He called for the dissolution of Parliament and its replacement with committees of representatives for the various sectors of society, an idea that was also popular among Fascists, under the name of corporatism. They show him as an ardent proponent of orthodox Catholicism and a critic of many elements of the modern world. Outside academe, Belloc was impatient with what he considered axe-grinding histories, especially what he called "official history. Those views were expressed at length in many of his works from the period — These are still cited as exemplary of Catholic apologetics.
They have also been criticised, for instance by comparison with the work of Christopher Dawson during the same period. As a young man, Belloc lost his faith. Then came a spiritual event, which he never discussed publicly, that returned him to Catholicism for the remainder of his life. According to his biographer A. The momentous event is fully described by Belloc in The Path to Rome pp. It took place in the French village of Undervelier at the time of Vespers. Belloc said of it, "not without tears", "I considered the nature of Belief" and "it is a good thing not to have to return to the faith".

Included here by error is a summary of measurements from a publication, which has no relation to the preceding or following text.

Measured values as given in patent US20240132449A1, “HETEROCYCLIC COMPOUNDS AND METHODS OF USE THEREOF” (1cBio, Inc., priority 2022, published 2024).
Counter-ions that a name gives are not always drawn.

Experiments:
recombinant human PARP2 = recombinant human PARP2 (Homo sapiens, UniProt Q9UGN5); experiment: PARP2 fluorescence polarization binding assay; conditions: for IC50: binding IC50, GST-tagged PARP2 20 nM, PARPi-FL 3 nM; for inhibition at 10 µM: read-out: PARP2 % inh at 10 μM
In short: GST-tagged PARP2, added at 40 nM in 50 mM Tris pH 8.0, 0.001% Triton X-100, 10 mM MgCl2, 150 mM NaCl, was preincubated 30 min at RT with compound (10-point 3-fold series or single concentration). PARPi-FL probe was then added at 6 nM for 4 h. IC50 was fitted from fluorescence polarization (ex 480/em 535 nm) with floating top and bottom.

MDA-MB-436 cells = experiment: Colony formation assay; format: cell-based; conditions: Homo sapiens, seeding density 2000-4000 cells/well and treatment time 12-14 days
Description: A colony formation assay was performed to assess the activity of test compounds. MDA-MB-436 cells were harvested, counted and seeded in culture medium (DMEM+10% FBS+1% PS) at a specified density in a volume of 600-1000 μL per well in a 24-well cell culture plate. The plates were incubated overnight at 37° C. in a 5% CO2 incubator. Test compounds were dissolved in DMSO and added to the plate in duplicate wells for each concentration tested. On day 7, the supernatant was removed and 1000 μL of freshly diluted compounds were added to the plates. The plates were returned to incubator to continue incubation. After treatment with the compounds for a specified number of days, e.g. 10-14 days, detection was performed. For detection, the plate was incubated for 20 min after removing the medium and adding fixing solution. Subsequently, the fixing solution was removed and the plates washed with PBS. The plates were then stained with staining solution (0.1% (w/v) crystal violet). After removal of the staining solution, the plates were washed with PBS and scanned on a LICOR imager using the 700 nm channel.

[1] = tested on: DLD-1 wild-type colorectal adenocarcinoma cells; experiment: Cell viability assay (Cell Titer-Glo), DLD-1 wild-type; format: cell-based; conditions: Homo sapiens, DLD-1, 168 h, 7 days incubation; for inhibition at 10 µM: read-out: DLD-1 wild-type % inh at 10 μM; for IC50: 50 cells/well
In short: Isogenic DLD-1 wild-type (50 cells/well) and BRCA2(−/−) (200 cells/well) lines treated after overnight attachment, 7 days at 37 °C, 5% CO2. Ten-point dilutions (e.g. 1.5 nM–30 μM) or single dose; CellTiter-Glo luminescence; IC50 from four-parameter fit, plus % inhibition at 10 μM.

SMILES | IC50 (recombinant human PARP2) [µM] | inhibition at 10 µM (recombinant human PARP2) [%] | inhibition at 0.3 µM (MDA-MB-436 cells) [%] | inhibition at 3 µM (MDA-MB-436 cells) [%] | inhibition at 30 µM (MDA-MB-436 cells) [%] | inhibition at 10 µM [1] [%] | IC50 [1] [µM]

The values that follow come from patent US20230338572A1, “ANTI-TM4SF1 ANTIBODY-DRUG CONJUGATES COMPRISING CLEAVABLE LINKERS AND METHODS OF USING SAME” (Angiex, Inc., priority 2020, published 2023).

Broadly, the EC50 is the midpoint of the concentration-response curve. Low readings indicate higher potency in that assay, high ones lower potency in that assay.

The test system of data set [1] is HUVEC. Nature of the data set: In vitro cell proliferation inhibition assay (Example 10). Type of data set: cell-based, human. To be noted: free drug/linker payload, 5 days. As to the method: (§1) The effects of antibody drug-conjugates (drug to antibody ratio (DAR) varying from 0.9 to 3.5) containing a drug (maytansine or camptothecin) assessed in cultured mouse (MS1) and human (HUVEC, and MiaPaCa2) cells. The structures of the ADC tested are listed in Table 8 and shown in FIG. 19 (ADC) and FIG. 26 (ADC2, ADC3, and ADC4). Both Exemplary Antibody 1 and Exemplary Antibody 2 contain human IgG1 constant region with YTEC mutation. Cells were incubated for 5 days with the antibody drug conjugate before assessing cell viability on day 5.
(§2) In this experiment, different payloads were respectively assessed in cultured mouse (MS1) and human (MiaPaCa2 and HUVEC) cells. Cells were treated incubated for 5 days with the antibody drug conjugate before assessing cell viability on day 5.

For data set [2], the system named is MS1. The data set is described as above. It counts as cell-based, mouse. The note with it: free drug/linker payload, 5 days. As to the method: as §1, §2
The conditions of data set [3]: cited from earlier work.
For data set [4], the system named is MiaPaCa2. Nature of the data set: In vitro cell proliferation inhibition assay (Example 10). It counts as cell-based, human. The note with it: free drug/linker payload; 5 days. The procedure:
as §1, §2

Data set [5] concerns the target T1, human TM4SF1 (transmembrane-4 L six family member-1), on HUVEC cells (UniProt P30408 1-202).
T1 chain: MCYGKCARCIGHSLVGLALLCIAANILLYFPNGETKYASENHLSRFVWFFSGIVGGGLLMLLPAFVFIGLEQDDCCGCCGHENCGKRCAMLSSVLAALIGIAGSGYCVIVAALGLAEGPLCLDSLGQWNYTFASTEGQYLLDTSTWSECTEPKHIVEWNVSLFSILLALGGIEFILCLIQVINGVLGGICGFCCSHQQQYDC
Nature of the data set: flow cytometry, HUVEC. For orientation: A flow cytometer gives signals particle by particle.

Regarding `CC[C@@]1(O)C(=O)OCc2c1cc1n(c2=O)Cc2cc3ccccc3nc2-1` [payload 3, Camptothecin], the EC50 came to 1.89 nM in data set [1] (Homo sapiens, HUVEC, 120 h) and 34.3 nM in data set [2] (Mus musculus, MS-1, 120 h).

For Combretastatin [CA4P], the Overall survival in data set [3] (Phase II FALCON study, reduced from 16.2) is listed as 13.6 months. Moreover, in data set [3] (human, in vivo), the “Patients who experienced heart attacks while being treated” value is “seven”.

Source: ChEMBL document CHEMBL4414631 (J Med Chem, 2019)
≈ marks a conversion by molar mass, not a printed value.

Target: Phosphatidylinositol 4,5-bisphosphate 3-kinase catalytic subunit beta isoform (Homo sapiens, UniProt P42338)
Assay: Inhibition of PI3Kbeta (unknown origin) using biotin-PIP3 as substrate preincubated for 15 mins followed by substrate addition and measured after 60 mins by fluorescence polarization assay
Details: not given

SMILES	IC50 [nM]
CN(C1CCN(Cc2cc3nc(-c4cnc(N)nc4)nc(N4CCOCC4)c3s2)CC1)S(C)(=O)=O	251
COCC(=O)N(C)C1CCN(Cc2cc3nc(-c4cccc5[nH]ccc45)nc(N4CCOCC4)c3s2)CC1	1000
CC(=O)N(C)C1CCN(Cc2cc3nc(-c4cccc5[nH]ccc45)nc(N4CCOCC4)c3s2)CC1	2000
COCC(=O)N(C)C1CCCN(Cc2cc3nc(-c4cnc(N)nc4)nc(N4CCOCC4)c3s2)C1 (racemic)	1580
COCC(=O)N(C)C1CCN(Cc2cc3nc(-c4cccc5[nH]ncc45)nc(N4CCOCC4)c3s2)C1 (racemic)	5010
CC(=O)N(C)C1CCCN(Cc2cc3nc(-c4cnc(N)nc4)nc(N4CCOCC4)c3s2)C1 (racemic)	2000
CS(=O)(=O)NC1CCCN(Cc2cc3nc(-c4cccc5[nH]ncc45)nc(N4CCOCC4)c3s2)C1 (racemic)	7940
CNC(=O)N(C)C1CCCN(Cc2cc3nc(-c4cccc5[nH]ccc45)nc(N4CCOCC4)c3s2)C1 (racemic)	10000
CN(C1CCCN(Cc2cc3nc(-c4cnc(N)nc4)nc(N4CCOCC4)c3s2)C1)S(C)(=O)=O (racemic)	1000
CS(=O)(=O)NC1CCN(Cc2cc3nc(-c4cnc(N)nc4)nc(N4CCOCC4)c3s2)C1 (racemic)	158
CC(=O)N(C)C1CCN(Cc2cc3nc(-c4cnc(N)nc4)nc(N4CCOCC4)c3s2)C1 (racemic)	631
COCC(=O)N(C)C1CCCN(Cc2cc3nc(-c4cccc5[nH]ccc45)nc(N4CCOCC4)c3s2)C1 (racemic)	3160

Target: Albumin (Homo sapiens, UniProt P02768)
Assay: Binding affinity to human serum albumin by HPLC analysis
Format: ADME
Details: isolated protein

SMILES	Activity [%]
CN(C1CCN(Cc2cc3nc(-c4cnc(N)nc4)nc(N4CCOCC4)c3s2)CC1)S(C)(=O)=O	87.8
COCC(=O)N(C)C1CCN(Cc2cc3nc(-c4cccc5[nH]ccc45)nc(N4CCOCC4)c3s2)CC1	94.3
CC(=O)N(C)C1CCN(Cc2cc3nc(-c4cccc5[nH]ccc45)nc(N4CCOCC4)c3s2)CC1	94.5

See Hilaire Belloc by Wilson at pp. He believed that the Catholic Church provided hearth and home for the human spirit. Belloc sent his son Louis to Downside School — It is not so. Islam essentially survives, and Islam would not have survived had the Crusade made good its hold upon the essential point of Damascus. Islam survives. Its religion is intact; therefore its material strength may return.
Our religion is in peril, and who can be confident in the continued skill, let alone the continued obedience, of those who make and work our machines? There is with us a complete chaos in religious doctrine We worship ourselves, we worship the nation; or we worship some few of us a particular economic arrangement believed to be the satisfaction of social justice Even a slight accession of material power would make the further control of Islam by an alien culture difficult.
A little more and there will cease that which our time has taken for granted, the physical domination of Islam by the disintegrated Christendom we know.